Microbial cell factories

Engineering Halomonas species TD01 for enhanced polyhydroxyalkanoates synthesis via CRISPRi.

PMID 28381263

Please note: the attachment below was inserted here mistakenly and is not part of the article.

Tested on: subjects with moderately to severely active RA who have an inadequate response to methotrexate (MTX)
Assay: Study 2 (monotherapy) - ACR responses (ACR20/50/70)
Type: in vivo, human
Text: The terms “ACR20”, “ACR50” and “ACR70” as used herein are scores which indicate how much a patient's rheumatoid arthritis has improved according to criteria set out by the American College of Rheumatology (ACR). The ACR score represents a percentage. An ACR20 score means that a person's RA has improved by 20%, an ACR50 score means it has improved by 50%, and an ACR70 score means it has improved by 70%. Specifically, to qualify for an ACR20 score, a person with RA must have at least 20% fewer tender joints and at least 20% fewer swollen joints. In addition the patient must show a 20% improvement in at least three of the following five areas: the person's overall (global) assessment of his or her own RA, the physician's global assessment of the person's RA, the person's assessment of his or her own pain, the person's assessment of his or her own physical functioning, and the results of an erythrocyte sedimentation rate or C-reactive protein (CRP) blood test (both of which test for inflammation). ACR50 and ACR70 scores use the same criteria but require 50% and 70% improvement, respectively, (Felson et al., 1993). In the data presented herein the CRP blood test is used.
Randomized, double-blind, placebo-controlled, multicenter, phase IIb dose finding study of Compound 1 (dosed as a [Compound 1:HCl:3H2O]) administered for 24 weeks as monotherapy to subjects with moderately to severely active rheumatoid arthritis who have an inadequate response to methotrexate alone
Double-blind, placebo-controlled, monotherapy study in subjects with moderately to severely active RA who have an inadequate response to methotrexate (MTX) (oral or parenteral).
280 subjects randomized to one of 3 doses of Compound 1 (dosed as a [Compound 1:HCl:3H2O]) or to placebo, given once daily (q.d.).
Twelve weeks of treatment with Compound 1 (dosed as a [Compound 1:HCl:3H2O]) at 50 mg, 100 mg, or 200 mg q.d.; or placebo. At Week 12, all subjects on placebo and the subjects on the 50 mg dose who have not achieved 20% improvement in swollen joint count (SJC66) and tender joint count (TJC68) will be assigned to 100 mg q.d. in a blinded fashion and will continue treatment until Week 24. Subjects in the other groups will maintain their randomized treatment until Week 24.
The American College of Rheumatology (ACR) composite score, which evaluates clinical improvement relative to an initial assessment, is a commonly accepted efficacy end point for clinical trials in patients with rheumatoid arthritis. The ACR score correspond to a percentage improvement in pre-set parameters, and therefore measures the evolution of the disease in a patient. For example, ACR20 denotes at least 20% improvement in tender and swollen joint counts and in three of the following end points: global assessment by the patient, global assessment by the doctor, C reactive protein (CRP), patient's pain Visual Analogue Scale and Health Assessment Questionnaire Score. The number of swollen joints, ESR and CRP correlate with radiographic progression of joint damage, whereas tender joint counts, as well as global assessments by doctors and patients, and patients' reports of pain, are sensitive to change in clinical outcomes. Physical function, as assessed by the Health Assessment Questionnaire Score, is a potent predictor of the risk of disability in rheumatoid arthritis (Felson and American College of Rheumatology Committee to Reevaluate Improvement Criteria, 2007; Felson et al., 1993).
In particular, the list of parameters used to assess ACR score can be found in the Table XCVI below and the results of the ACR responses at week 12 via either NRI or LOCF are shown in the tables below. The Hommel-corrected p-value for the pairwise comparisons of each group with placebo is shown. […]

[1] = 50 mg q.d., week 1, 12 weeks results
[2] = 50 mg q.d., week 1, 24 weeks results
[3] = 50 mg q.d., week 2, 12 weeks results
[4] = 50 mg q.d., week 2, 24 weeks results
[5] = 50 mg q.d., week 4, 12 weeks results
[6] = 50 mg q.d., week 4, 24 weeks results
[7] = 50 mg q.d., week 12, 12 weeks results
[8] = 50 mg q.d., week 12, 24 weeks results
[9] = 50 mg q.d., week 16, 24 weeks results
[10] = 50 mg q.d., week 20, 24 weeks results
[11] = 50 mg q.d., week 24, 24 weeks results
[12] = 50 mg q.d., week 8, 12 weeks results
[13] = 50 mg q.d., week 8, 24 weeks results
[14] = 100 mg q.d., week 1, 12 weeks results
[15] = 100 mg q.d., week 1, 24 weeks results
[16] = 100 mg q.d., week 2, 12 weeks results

Clustered regularly interspaced short palindromic repeats interference (CRISPRi) has provided an efficient approach for targeted gene inhibition. A non-model microorganism Halomonas species TD01 has been developed as a promising industrial producer of polyhydroxyalkanoates (PHA), a family of biodegradable polyesters accumulated by bacteria as a carbon and energy reserve compound. A controllable gene repression system, such as CRISPRi, is needed for Halomonas sp. TD01 to regulate its gene expression levels. For the first time CRISPRi was successfully used in Halomonas sp. TD01 to repress expression of ftsZ gene encoding bacterial fission ring formation protein, leading to an elongated cell morphology with typical filamentous shape similar to phenomenon observed with Escherichia coli. CRISPRi was employed to regulate expressions of prpC gene encoding 2-methylcitrate synthase for regulating 3-hydroxyvalerate monomer ratio in PHBV copolymers of 3-hydroxybutyrate (HB) and 3-hydroxyvalerate (HV). Percentages of HV in PHBV copolymers were controllable ranging from less than 1 to 13%. Furthermore, repressions on gltA gene encoding citrate synthase channeled more acetyl-CoA from the tricarboxylic acid (TCA) cycle to poly(3-hydroxybutyrate) (PHB) synthesis. The PHB accumulation by Halomonas sp. TD01 with its gltA gene repressed in various intensities via CRISPRi was increased by approximately 8% compared with the wild type control containing the CRISPRi vector without target. It has now been confirmed that the CRISPRi system can be applied to Halomonas sp. TD01, a promising industrial strain for production of various PHA and chemicals under open and continuous fermentation process conditions. In details, the CRISPRi system was successfully designed in this study to target genes of ftsZ, prpC and gltA, achieving longer cell sizes, channeling more substrates to PHBV and PHB synthesis, respectively. CRISPRi can be expected to use for more metabolic engineering applications in non-model organisms.